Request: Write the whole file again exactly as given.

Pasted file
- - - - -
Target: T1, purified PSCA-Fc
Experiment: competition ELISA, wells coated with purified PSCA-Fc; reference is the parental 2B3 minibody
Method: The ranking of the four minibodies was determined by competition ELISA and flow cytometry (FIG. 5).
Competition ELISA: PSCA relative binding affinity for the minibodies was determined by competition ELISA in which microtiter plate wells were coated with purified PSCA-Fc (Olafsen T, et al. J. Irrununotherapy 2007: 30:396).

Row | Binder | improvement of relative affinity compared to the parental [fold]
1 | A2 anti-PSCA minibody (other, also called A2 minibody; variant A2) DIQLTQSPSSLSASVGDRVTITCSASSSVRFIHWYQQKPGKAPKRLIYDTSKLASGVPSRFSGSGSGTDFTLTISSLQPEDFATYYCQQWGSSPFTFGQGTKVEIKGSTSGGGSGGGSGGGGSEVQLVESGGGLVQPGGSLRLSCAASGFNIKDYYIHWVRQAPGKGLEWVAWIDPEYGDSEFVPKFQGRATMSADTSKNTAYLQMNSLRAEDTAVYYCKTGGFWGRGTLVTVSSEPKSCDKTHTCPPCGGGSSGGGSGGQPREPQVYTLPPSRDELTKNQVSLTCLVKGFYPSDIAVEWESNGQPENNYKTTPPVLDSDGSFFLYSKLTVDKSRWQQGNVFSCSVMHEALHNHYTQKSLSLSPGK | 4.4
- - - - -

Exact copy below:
Target: T1, purified PSCA-Fc
Experiment: competition ELISA, wells coated with purified PSCA-Fc; reference is the parental 2B3 minibody
Method: The ranking of the four minibodies was determined by competition ELISA and flow cytometry (FIG. 5).
Competition ELISA: PSCA relative binding affinity for the minibodies was determined by competition ELISA in which microtiter plate wells were coated with purified PSCA-Fc (Olafsen T, et al. J. Irrununotherapy 2007: 30:396).

Row | Binder | improvement of relative affinity compared to the parental [fold]
1 | A2 anti-PSCA minibody (other, also called A2 minibody; variant A2) DIQLTQSPSSLSASVGDRVTITCSASSSVRFIHWYQQKPGKAPKRLIYDTSKLASGVPSRFSGSGSGTDFTLTISSLQPEDFATYYCQQWGSSPFTFGQGTKVEIKGSTSGGGSGGGSGGGGSEVQLVESGGGLVQPGGSLRLSCAASGFNIKDYYIHWVRQAPGKGLEWVAWIDPEYGDSEFVPKFQGRATMSADTSKNTAYLQMNSLRAEDTAVYYCKTGGFWGRGTLVTVSSEPKSCDKTHTCPPCGGGSSGGGSGGQPREPQVYTLPPSRDELTKNQVSLTCLVKGFYPSDIAVEWESNGQPENNYKTTPPVLDSDGSFFLYSKLTVDKSRWQQGNVFSCSVMHEALHNHYTQKSLSLSPGK | 4.4